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NEW YORK — Eve Stillman, a designer of upscale sleepwear favored by the social and celebrity sets, died in her sleep Friday at her home in Palm Beach, Fla., according to her nephew, Red Freeman. She was 97.
This story first appeared in the February 24, 2003 issue of WWD. Subscribe Today.
An outspoken and colorful figure of the innerwear industry for more than 50 years, Stillman was known for her understated and elegant sleep gowns and robes that were worn by such personalities as Joan Crawford, Debbie Reynolds, Gene Tierney, Ida Lupino and Barbara Stanwyck.
Stillman entered the design field in 1949, when the company her late husband, Harry Stillman, founded, Gracette Lingerie, was in financial trouble.
“She had been a socialite and had never worked a day in her life,” said Freeman. “The accountants came to her and said, ‘Your husband is going out of business and you won’t be able to keep up your lifestyle.’ She replied, ‘Absolutely not. I’m going to work.’ And she did everything and anything necessary to make money. I think she accomplished that from the sheer force of her personality.”
Crucial to staying in business for the company was securing an account from Lerner’s. Stillman schmoozed and wooed buyers at the Lerner’s offices every morning for several months until they finally gave her an order.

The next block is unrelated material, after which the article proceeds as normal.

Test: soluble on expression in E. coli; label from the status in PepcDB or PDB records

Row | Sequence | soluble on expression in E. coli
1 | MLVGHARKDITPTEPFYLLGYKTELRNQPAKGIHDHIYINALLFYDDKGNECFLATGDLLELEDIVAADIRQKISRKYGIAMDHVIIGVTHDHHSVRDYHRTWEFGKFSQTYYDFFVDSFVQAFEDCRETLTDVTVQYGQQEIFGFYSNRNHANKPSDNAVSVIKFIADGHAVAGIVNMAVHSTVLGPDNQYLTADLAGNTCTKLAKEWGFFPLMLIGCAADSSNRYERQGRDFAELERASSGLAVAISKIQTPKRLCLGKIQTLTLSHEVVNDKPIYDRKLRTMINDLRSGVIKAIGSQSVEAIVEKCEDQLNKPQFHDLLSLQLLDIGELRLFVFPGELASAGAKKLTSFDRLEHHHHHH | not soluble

But Stillman had no intentions of the company remaining a low-end resource. Her goal was to design high-end sleepwear and lingerie for the stores she was fond of shopping, like Lord & Taylor, Saks Fifth Avenue and Best & Co. She finally made her mark in the upscale field when ready-to-wear designer Anne Fogarty used Stillman’s crinolines underneath wide skirts.
Financially secure after a consumer craze for crinolines, she renamed the company Eve Stillman in 1956. Harry Stillman died in 1979. She retired in 1984, and in 1989, the Stillman firm was sold to Kefco Apparel, a sister unit of Natori Co.
Josie Natori, chief executive officer of Natori, recalled: “Eve was feisty — just amazing. Certainly, she was a legend when I first came into the lingerie business 25 years ago.”
Carole Hochman, president of Carole Hochman Designs Inc., remembered: “Eve Stillman was a huge talent and a tremendous influence on our industry. Her energy and creativity made her a leader way before lingerie made headlines. She traveled extensively and always had the newest ideas, the best prints and the sexiest new shape.”
“She simply was the grande dame of the [innerwear] industry,” said Freeman.
Stillman had requested no services be conducted. She is survived by her twin sister, Bertha Freeman; brother, David Feinberg, and daughter, Frances Linderman.